Through another method of approaching the subject of gender and sexuality in art, the artist Qin Jin draws on Pan Yuliang’s reputation for nude drawing. Introducing a two-week-long nude sketching class, usually taught in the curriculum of Western art academies, Qin Jin references the processes of learning the skill of painting that Pan Yuliang herself would have gone through. Pan Yuliang graduated from the Accademia di Belle Arti in Rome, and would go on to assume the role of Chair of the Department of Western Art herself at the Shanghai Academy of Fine Arts in 1928.
Qin Jin’s contemporary exploration of the Western nude sketching class introduces a similar curriculum to what Pan Yuliang would have went through herself, and would have adopted for the Shanghai Academy. Questioning if the female nude is still a challenge to conservatives today, and how the question of aesthetics would be approached from our contemporary standpoint, Qin Jin’s classes are a unique response that attempts to interrogate these notions of gender and the role it plays in art and society.
In a manner similar to Qin Jin’s methodology, Theatre 44 investigates how Pan Yuliang has been framed through history by reconstructing a theatre-forum. Made up of writers, art practitioners and activists, the theatre-forum attempts to critique the power structures that lie beneath the infrastructure of the art landscape. Dismantling and investigating the methods that produce knowledge and shape discourse about art and its artists, Theatre 44’s theatre-forum Stage Sets / 5 Scenes invites five groups of guests to interact with prepared props, and to reenact scenes from a series of biographical films during the exhibition period. By filming and recording the re-enacted scenes, Theatre 44 hopes to invite a discussion about the process and politics involved in writing, and even re-writing, biographies. These reenactments are filmed over select weekends of the exhibition period, and will be fully produced after the exhibition’s closing, serving as a commentary on the nature of biographies and the processes through which they are made.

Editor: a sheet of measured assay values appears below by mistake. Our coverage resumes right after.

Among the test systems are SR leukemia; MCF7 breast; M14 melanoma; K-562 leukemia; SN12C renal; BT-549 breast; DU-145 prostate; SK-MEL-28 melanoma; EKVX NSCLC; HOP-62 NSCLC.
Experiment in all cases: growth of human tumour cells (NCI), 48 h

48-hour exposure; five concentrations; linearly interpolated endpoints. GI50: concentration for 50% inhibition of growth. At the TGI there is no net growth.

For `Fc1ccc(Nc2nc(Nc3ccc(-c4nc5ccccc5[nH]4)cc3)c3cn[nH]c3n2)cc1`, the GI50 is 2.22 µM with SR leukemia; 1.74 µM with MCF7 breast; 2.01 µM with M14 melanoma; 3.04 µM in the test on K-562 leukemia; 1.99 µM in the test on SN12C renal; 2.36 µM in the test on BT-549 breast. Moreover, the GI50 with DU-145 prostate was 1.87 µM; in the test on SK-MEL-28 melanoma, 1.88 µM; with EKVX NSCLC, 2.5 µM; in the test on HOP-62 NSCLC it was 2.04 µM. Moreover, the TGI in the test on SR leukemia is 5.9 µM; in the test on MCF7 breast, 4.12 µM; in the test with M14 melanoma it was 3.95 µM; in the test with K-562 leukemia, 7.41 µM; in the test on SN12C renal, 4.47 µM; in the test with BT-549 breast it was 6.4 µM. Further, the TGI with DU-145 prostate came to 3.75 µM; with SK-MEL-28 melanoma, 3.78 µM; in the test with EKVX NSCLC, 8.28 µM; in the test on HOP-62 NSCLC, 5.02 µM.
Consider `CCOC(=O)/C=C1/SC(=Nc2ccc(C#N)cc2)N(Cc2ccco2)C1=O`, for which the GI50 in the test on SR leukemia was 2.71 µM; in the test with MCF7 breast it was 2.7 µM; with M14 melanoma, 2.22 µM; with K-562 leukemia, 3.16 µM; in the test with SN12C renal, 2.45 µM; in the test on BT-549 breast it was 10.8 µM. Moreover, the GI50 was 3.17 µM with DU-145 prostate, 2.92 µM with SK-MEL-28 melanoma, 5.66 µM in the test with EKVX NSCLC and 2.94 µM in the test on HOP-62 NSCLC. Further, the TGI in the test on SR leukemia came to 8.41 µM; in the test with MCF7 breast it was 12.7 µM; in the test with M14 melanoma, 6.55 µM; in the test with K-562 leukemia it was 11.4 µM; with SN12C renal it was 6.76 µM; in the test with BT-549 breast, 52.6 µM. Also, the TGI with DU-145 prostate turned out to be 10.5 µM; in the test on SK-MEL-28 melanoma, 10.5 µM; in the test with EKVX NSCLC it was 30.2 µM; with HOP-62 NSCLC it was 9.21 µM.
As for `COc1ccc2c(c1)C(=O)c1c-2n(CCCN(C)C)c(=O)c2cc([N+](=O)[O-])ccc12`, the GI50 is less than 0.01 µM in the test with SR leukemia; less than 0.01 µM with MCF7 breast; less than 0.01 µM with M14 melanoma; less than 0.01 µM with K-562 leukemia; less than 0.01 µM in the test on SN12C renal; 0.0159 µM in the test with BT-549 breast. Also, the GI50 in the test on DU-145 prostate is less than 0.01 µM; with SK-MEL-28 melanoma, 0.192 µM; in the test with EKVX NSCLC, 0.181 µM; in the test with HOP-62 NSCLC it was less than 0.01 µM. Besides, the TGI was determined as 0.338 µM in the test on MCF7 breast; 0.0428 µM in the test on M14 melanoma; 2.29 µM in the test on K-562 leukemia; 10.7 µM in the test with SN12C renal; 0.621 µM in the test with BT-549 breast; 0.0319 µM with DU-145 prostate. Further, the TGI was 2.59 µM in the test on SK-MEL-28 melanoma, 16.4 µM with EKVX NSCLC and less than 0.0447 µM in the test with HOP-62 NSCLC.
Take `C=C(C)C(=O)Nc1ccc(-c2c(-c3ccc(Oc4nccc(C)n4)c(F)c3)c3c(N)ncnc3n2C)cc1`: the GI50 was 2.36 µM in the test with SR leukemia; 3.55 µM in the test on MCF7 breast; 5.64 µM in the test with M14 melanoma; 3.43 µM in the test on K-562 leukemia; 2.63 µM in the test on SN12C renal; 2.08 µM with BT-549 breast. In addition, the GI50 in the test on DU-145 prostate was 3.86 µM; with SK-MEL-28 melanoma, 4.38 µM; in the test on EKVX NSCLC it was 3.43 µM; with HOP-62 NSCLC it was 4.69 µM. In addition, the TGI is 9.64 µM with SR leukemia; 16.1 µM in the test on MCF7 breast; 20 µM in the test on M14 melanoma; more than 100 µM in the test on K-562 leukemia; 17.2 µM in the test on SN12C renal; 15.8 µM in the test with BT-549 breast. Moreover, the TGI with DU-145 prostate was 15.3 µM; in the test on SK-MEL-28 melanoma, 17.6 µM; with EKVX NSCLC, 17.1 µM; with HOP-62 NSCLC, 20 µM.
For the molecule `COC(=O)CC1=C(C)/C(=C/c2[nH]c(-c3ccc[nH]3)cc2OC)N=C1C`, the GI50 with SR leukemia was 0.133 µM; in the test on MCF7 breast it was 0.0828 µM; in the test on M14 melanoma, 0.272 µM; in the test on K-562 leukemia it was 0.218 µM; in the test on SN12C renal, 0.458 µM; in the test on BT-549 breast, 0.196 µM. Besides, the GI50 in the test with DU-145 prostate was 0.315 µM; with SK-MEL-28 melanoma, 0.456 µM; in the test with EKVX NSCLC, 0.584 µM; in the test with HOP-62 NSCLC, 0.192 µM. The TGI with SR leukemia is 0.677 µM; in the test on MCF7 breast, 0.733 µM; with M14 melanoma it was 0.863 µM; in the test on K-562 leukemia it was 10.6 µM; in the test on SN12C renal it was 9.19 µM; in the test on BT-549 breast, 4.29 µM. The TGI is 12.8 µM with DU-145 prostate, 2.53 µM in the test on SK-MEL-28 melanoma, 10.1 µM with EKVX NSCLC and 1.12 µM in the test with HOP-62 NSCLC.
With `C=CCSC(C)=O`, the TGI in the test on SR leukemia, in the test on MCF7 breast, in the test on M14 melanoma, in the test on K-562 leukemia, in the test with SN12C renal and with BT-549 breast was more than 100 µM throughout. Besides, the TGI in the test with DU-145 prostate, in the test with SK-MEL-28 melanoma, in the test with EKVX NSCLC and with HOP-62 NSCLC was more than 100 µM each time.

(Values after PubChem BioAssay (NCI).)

“A Journey to Silence” is hardly a usual retrospective of any given painter. Rather than directly interrogating the paintings of Pan Yuliang themselves, the exhibition has deliberately chosen to address how we would see the artist and her work, questioning how our perception of her has been coloured by a whole host of other factors. Confronting the often problematic issues of gender through the writing of histories, the exhibition parses the politics of the archives, questioning the tectonics behind knowledge production systems of the people we uphold in the histories of art.